Welcome to the September 2013 GenderCC newsletter, aiming to keep the gender and climate change community up-to-date on our activities and provide the latest news from the gender and climate change community as a whole.
For more information and updates, please visit our website at www.gendercc.net. We would also like to encourage you to contribute to the newsletter – please send your articles to newsletter[at]gendercc.net.
We hope you enjoy reading this issue of the GenderCC newsletter.
Kate, Ellen and Alexandra
Activities of the Gender and Climate Change Community
News on Gender and Climate Change
As part of the ICI project, the Global Learning Platform is an interactive knowledge platform for the gender, climate change and environment community and practitioners. Since the beginning of August a new module on gender sensitive adaptation is active and open to those interested in discussing different aspects of gender and adaptation. We welcome people to register, provide feedback and actively engage in the discussions by sharing their views and expertise. By the end of August the toolkit “Mainstreaming Gender in Energy & Climate Change Community Based Adaptation Projects”, developed by our partner the Secretariat for the Pacific Community, will be launched on this platform.
In the first week of September Gotelind Alber will share her draft paper on the concept of Low Carbon Development from a gender perspective. Those interested in joining the discussion on what kind of criteria are necessary for gender sensitive Low Carbon Development should contact the GenderCC secretariat or simply visit the Global Learning Platform, register and join in on the discussion.
You can access the platform at comm.gendercc.net.
Our project partner from the Pacific, Kuini Rabo at the Secretariat for the Pacific Community, is implementing the ICI project. After the participation in GenderCC’s Side Event held at the SB Session in Bonn, project activities continued in the region. In June the toolkit of how to integrate gender in energy and climate change projects or policies was peer reviewed at a workshop addressing and sustaining adaptation to climate change in rural communities through gender inclusive sustainable development. The toolkit will be launched towards mid-September on the Global Learning Platform. In September the German broadcaster Deutsche Welle will visit our project partners to report for the Global Ideas on the project. Unfortunately, Australia’s new immigration policy led to protest in refugee camps in Nauru, causing some political unrest. Our partner therefore decided to postpone the planned workshop with parliamentarians on gender and climate change.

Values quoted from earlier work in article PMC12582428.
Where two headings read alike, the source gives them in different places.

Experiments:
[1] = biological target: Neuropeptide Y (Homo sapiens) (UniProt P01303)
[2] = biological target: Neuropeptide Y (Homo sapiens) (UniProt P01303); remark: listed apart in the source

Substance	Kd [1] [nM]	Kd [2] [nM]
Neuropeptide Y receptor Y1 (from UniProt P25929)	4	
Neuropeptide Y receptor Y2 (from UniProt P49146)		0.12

Currently our partners in Bangladesh at the Center for Global Change are experiencing tremendous difficulties in carrying out project activities. Bangladesh is passing through a severe political crisis after a war crime tribunal sentenced some political leaders to prison and death sentences. Protest, violent clashes between the police and political party members and strikes have delayed some project activities. Despite these sad developments, our partners have been able to respond in a flexible manner to these problems, rescheduling meetings and events in order to carry out the project, such as including gender in university curricula, as well as the pilot adaptation activities for women in urban areas and the South Western region of Bangladesh and the sensitisation workshops with youth groups. The election in December may bring stability to the country, yet no one knows what might come.
GenderCC has recently been accredited to the United Nations Environment Programme (UNEP) governing body which has recently been renamed as the United Nations Environment Assembly.
UNEP, established in 1972, describes itself as the voice for the environment within the United Nations system. This body acts as a catalyst, advocate, educator and facilitator to promote the wise use and sustainable development of the global environment. To accomplish this, UNEP works with a wide range of partners, including United Nations entities, international organizations, national governments, non-governmental organizations, the private sector and civil society. GenderCC looks forward to working more actively in this field.